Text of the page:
Intentions Are for Real

Published on September 8, 2020 in

In 2015 I was reading a book on meditation at breakfast. I had just left my career in digital media and technology and was awestruck by the idea of intentions. Later that day I got the word tattooed on my wrist.

Because the script is hard to read, sometimes people ask me if my tattoo says “intervention.” I used to be really offended by this, mostly because I was ashamed of how much I used to drink. But then one day I realized I did have an intervention — with myself.

In June 2015 I left on a trip and declared I was going to come back happy. I had no idea how that was going to happen. Two weeks later I returned a changed woman, and resigned from my job (and career) the very next day.

I had set an intention before I knew setting intentions was even a thing.

This, my friends, is a story of intentions.


After completing my job in Hawaii in November 2019, I spent most of the month to follow in hibernation. This is partly because I was sick for two weeks with what I now believe to be COVID, although at the time I told myself it was just my body recovering from work. (It was probably both.) I also needed some space from my former coworkers.

As a result, I spent most of my time watching Hallmark Christmas movies, talking to potential coaches and working through Lacy Phillip’s Unblocked Shadow workshop, which was enlightening to say the least.

One day I was on the phone talking with my former coach and shared something I had been thinking about. I wanted to work with male CEOs on navigating the feminine shift.

“I love this for you,” he said.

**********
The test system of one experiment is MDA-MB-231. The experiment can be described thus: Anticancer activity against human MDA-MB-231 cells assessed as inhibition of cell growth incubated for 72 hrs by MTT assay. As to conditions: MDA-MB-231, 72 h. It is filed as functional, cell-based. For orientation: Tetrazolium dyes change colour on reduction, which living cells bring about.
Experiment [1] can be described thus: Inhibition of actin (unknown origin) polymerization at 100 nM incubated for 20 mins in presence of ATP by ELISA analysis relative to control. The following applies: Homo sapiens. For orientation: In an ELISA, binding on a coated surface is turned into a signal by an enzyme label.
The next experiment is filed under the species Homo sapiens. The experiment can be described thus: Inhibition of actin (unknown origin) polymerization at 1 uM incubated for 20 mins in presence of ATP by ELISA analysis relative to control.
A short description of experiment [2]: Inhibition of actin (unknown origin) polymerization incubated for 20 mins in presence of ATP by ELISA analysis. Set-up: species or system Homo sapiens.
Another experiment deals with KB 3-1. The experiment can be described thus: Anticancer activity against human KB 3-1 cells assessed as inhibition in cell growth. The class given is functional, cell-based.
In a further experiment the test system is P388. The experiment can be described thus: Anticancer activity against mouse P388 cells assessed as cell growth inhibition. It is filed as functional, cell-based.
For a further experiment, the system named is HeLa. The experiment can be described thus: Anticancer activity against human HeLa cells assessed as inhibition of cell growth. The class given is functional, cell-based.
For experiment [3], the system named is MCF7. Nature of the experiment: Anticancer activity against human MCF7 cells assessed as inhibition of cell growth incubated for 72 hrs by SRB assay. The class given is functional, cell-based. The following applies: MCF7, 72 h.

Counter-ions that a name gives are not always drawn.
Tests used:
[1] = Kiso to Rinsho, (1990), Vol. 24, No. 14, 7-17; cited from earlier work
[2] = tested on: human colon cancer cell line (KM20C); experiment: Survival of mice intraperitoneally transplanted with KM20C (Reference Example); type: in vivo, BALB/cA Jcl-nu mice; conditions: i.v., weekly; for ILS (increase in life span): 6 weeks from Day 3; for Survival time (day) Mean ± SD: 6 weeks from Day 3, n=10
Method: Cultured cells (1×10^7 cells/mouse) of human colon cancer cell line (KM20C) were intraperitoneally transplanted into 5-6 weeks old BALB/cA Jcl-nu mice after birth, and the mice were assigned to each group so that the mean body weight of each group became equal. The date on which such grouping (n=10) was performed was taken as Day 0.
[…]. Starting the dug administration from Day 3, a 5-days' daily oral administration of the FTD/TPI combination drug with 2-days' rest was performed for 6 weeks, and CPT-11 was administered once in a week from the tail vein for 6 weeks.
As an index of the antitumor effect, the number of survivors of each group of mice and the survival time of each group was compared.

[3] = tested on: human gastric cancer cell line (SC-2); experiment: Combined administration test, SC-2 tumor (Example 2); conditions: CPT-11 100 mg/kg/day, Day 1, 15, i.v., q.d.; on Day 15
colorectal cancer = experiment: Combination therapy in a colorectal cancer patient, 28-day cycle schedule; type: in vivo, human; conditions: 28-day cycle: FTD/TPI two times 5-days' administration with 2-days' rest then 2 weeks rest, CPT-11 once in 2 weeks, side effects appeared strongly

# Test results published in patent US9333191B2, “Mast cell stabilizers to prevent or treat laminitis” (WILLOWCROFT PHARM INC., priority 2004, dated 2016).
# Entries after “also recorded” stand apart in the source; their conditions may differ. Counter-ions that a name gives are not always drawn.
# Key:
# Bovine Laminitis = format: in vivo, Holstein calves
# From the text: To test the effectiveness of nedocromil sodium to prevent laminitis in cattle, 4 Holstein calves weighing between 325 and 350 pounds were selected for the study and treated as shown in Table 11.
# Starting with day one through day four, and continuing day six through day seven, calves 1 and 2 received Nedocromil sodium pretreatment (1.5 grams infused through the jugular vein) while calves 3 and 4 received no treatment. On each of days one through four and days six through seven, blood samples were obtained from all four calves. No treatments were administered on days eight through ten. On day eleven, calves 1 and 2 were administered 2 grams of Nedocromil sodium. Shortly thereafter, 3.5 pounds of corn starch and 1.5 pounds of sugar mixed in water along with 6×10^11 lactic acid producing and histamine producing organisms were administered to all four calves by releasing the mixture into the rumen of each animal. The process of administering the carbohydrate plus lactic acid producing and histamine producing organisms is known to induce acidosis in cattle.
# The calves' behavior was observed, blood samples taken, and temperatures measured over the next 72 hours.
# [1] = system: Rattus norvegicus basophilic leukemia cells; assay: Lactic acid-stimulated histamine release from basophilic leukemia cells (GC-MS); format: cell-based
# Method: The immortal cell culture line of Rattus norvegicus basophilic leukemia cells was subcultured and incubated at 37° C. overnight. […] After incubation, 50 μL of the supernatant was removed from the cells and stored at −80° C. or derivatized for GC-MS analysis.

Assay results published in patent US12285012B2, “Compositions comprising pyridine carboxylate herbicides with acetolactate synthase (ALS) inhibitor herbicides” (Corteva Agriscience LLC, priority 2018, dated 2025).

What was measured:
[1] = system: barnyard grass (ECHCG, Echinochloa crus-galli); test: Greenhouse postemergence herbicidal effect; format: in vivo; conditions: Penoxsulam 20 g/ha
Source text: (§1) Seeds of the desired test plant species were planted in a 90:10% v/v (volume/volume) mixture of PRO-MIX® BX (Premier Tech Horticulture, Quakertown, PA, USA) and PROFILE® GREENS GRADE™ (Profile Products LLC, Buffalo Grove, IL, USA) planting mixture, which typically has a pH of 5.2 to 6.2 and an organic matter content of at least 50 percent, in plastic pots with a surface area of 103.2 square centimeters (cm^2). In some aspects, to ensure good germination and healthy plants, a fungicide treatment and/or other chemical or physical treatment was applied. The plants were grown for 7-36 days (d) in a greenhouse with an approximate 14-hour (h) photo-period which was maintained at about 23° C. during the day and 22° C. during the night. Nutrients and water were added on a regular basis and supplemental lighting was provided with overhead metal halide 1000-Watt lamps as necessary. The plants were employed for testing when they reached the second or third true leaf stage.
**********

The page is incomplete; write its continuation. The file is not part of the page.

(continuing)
This was echoed to me by everyone I dared to share it with from that point on.

Consequently, I scheduled calls, made some bold moves and (after five years of avoiding it) established my LLC, filed for a registered agent and opened a legitimate business banking account.

What I didn’t realize at the time though, was that by asking men to embrace the feminine, I was going to be asked to do the same.

This is because you can only go as deep with others as you can go with yourself, and being in my feminine was not exactly my strong suit.

Now to be clear, masculine energy is not bad; it’s necessary. It’s the energy that helps us get things done. It’s logical, disciplined, active and assertive. It also exists in significant contrast to the feminine, which is intuitive, in flow, emotional and surrendered.

And regardless of your gender, we all thrive when these things are in balance.

As I continued to take action towards my idea, I began to realize how out of balance I was. I was motivated to make a difference, yes, but even more so by money and fear. I worried that if I didn’t keep going I’d lose my momentum or miss an opportunity, or worse that someone would steal my idea. (Many of these things describe the shadow side of the masculine.) I felt myself pushing things along as a result, versus going with the flow.

Meanwhile, all I said I wanted to do was take a break.

And after the six weeks “off” that my husband and I had agreed to, I realized that apart from being sick I had hardly rested at all.

The following week I was on a walk listening to a podcast by well-known coach, Rich Litvin. He was speaking with a woman who was completely burnt out. After listening to her story he put her on a 90-day client ban, meaning she was not to create a single client for 90 days.

Suddenly I found myself sobbing on the sidewalk.

(I cried a lot in Hawaii, huh?)